Steinbeis Swipe!

Come on companies – show some commitment! | Entrepreneurship can be learned. But more established enterprises have to be aware of their responsibilities, too.

Have you ever wondered what happened to those companies that were once huge – in some cases even the Number 1 in their sector of industry – and are now apparently gone? Some examples: The Nokia 1100 sold 250 million units, making it the best-selling cell phone in the world – despite this, the company’s cell phone business has all but disappeared now; Commodore Computers was one of the pioneers of computing and dominated many markets in the 1980s – at one point, the C64 was selling two million units a year, the equivalent of 50% market share. Nonetheless, the company went bust in 1994. Things went horribly wrong at both companies. Why?

It’s simple: because they missed a key moment, the time to change course. They rested on their laurels. Or perhaps they were just too busy dealing with all their day-to-day business to think beyond the horizon.

The successful competitors of those former market leaders did one small thing completely differently. They started thinking early about the things people might wish for in the future. They picked up on key trends and changed their products and product ranges. Apple once just made computers. It was once a competitor of Nokia. But it did a visionary thing and developed smartphones with touchscreens for the masses, instantly opening up a completely new field of business: the smartphone market.

West German chancellor Helmut Schmidt once said: “Whoever has visions should go to the doctor,” and even if his utterance was regarded as just a grumpy answer to a silly question there are still established firms today that view young people and their futuristic concepts with skepticism. It’s like in 1876, when the chief engineer of the General Post Office made his disdain for telephones in the UK totally clear, announcing: “Here we have a super-abundance of messengers.” Or Darryl Zanuck, the 20th Century Fox producer. In 1946 he predicted that, “Television won’t be able to hold on to any market it captures after the first six months. People will soon get tired of staring at a plywood box every night.” Today we can only smile wearily at the people who had no faith in those visions. They were proven wrong by the passage of time.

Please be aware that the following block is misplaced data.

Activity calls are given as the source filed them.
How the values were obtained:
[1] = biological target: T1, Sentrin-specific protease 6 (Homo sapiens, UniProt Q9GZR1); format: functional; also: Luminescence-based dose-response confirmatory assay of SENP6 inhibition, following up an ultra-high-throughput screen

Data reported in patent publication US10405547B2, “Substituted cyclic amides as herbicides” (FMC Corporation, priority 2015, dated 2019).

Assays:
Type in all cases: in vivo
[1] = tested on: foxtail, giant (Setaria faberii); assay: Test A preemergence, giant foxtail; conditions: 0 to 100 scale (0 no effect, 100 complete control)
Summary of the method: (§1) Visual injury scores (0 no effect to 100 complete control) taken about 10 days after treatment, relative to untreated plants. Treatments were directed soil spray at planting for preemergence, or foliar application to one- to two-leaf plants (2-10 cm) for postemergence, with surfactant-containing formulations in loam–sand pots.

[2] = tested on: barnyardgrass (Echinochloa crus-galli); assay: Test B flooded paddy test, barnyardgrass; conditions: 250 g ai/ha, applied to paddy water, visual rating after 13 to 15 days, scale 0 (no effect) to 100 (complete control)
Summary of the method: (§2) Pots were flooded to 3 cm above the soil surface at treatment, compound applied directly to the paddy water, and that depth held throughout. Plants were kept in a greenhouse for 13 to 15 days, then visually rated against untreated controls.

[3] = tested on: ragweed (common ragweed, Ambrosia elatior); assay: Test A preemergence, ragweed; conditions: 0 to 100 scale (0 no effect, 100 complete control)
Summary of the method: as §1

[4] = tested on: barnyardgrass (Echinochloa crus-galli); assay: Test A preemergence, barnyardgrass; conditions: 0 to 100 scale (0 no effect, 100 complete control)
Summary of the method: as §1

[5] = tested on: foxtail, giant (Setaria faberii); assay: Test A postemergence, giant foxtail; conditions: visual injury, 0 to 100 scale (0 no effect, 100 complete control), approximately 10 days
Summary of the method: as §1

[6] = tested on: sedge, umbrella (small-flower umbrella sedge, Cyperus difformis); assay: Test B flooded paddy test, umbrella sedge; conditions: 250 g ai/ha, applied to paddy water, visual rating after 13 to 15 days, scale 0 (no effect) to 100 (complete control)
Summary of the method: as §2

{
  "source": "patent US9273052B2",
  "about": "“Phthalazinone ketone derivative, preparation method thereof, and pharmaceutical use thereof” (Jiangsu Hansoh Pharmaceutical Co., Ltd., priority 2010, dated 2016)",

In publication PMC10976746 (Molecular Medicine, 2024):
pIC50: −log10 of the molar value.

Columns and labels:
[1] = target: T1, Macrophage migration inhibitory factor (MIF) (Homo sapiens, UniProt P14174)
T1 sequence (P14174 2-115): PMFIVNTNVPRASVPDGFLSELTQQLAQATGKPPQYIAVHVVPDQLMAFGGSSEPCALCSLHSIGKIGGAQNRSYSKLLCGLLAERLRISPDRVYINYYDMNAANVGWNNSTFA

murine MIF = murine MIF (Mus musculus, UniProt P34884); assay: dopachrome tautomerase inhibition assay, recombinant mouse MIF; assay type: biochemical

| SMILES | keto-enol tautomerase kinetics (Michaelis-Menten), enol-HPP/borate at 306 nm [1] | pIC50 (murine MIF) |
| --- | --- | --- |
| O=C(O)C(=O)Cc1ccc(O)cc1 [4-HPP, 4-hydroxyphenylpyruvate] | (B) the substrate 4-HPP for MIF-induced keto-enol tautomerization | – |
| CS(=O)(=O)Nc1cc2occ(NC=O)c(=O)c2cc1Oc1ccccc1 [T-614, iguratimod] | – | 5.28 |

But what would it take today to not be derided in the future? An amazing idea nobody has ever thought of? Not necessarily. IBM was selling its Simon Personal Communicator with a touchscreen as early as 1994. It wasn’t until the iPhone was launched in 2007 that the idea really took off.

Does it take lots of money to research fascinating new technologies? Not necessarily. Successful innovators often just find a creative way to imitate ideas lifted from other industries. Two examples are the flea market, which was shifted into the World Wide Web by eBay, and the Tupperware method, which shows that it only takes a new business model like a selling party to be successful.

Sometimes it takes something much more meaningful than an idea that nobody has thought of yet, or lots of money to research some amazing technology: The person who is the do-er needs something to offer like empathy, creativity, or optimism. They need the will to develop the idea, to prove they have real determination, to find solutions, to make things happen.

So you think that’s all successful companies need? And boy wouldn’t it be great if there were more people like that? Well, there are lots of people like that. But just waiting for the wheel of fortune to point them in your direction is wasting time and isn’t enough. So what can be done to uncover more such people with entrepreneurial flair? As is often the case, the answer is to foster them. Foster them early. Because entrepreneurial spirit can be trained. One example of how such skills can be fostered comes from the Young Founders (Jugend Gründet) competition organized by Steinbeis. Every year, around 4,000 students and apprentices take part in the contest, proving just how much potential they have to come up with innovative ideas. They think up exciting business ideas and prove they have what it takes in business simulations. The best teams present themselves and their business ideas to a jury. These young people do magnificent work, and taking part in the contest is really worth it. Competition alumni can’t wait to show what they can do in real, everyday business. The only question is how to bring companies and young innovators together.

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